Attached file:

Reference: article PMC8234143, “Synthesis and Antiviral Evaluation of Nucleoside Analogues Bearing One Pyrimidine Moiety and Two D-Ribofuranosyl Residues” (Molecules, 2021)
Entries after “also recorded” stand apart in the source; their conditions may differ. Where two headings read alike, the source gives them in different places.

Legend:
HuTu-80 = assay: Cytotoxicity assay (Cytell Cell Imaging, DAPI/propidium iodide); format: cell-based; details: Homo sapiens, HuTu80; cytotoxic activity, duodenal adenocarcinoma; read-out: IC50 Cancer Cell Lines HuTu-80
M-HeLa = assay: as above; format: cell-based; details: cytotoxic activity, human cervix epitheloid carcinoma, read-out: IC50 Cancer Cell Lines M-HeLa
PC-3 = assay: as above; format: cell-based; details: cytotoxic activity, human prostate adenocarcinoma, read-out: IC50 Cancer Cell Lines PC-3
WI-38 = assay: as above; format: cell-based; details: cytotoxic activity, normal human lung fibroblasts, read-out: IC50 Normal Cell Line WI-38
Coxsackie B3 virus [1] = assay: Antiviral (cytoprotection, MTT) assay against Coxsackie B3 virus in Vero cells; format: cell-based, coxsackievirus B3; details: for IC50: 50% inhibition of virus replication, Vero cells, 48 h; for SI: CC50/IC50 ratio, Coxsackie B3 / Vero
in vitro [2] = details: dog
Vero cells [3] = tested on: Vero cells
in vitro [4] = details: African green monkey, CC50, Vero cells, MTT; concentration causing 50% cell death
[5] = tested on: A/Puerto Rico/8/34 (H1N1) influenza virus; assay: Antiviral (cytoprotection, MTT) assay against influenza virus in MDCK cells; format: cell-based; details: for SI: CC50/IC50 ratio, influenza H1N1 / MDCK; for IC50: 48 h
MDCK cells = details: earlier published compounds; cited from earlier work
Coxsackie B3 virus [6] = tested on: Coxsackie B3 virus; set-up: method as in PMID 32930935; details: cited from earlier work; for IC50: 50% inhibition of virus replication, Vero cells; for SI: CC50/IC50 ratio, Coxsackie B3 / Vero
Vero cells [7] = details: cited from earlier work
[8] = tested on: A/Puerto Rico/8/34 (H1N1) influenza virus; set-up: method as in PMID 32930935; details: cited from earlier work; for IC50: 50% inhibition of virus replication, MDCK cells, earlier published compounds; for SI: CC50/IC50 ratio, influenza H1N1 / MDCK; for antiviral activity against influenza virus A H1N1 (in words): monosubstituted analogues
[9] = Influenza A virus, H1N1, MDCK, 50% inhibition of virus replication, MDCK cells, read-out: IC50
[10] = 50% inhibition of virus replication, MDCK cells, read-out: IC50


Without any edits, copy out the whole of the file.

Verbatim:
Reference: article PMC8234143, “Synthesis and Antiviral Evaluation of Nucleoside Analogues Bearing One Pyrimidine Moiety and Two D-Ribofuranosyl Residues” (Molecules, 2021)
Entries after “also recorded” stand apart in the source; their conditions may differ. Where two headings read alike, the source gives them in different places.

Legend:
HuTu-80 = assay: Cytotoxicity assay (Cytell Cell Imaging, DAPI/propidium iodide); format: cell-based; details: Homo sapiens, HuTu80; cytotoxic activity, duodenal adenocarcinoma; read-out: IC50 Cancer Cell Lines HuTu-80
M-HeLa = assay: as above; format: cell-based; details: cytotoxic activity, human cervix epitheloid carcinoma, read-out: IC50 Cancer Cell Lines M-HeLa
PC-3 = assay: as above; format: cell-based; details: cytotoxic activity, human prostate adenocarcinoma, read-out: IC50 Cancer Cell Lines PC-3
WI-38 = assay: as above; format: cell-based; details: cytotoxic activity, normal human lung fibroblasts, read-out: IC50 Normal Cell Line WI-38
Coxsackie B3 virus [1] = assay: Antiviral (cytoprotection, MTT) assay against Coxsackie B3 virus in Vero cells; format: cell-based, coxsackievirus B3; details: for IC50: 50% inhibition of virus replication, Vero cells, 48 h; for SI: CC50/IC50 ratio, Coxsackie B3 / Vero
in vitro [2] = details: dog
Vero cells [3] = tested on: Vero cells
in vitro [4] = details: African green monkey, CC50, Vero cells, MTT; concentration causing 50% cell death
[5] = tested on: A/Puerto Rico/8/34 (H1N1) influenza virus; assay: Antiviral (cytoprotection, MTT) assay against influenza virus in MDCK cells; format: cell-based; details: for SI: CC50/IC50 ratio, influenza H1N1 / MDCK; for IC50: 48 h
MDCK cells = details: earlier published compounds; cited from earlier work
Coxsackie B3 virus [6] = tested on: Coxsackie B3 virus; set-up: method as in PMID 32930935; details: cited from earlier work; for IC50: 50% inhibition of virus replication, Vero cells; for SI: CC50/IC50 ratio, Coxsackie B3 / Vero
Vero cells [7] = details: cited from earlier work
[8] = tested on: A/Puerto Rico/8/34 (H1N1) influenza virus; set-up: method as in PMID 32930935; details: cited from earlier work; for IC50: 50% inhibition of virus replication, MDCK cells, earlier published compounds; for SI: CC50/IC50 ratio, influenza H1N1 / MDCK; for antiviral activity against influenza virus A H1N1 (in words): monosubstituted analogues
[9] = Influenza A virus, H1N1, MDCK, 50% inhibition of virus replication, MDCK cells, read-out: IC50
[10] = 50% inhibition of virus replication, MDCK cells, read-out: IC50